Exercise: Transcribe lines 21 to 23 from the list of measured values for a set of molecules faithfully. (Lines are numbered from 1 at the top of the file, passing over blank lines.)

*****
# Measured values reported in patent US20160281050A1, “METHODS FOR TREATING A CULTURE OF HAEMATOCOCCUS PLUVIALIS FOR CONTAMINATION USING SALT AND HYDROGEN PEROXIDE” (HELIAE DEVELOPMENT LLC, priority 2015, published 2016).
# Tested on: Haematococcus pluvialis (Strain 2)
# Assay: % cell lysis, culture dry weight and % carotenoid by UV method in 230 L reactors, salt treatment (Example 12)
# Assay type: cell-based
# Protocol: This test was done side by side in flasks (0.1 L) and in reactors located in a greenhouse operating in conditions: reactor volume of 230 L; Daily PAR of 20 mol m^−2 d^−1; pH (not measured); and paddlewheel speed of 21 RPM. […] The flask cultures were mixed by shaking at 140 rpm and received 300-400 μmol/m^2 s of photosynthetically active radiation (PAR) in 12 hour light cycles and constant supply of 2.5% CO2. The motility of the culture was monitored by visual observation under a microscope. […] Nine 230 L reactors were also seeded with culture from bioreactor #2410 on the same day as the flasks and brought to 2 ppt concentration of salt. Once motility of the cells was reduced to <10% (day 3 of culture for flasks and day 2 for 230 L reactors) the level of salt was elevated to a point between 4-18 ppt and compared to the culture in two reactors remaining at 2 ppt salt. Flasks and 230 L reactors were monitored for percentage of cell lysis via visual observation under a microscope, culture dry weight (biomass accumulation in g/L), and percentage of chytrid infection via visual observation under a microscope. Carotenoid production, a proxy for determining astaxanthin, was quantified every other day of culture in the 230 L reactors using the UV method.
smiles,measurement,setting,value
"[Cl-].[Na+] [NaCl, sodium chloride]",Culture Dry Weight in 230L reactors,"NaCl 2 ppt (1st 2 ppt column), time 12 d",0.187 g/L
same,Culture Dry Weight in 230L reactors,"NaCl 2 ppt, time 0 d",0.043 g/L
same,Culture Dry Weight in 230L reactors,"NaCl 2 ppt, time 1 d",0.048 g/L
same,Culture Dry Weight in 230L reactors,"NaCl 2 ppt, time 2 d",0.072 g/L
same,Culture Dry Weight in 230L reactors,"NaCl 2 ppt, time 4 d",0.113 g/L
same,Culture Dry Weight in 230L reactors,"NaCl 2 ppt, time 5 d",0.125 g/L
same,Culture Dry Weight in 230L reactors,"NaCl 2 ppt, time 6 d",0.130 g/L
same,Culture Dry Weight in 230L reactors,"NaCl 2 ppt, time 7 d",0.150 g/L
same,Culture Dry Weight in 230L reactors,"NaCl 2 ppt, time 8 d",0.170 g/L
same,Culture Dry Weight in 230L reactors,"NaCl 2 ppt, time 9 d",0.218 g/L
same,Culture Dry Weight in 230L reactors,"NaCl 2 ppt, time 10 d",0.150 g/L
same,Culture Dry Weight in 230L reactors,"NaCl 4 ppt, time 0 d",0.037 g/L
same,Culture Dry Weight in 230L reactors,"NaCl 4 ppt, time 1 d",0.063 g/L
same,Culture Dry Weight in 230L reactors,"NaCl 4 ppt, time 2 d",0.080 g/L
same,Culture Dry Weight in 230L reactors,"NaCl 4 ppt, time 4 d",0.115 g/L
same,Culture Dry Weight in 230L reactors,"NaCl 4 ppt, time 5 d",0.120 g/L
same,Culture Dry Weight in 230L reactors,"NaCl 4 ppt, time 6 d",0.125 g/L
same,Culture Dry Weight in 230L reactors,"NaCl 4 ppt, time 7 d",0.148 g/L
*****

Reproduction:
same,Culture Dry Weight in 230L reactors,"NaCl 4 ppt, time 4 d",0.115 g/L
same,Culture Dry Weight in 230L reactors,"NaCl 4 ppt, time 5 d",0.120 g/L
same,Culture Dry Weight in 230L reactors,"NaCl 4 ppt, time 6 d",0.125 g/L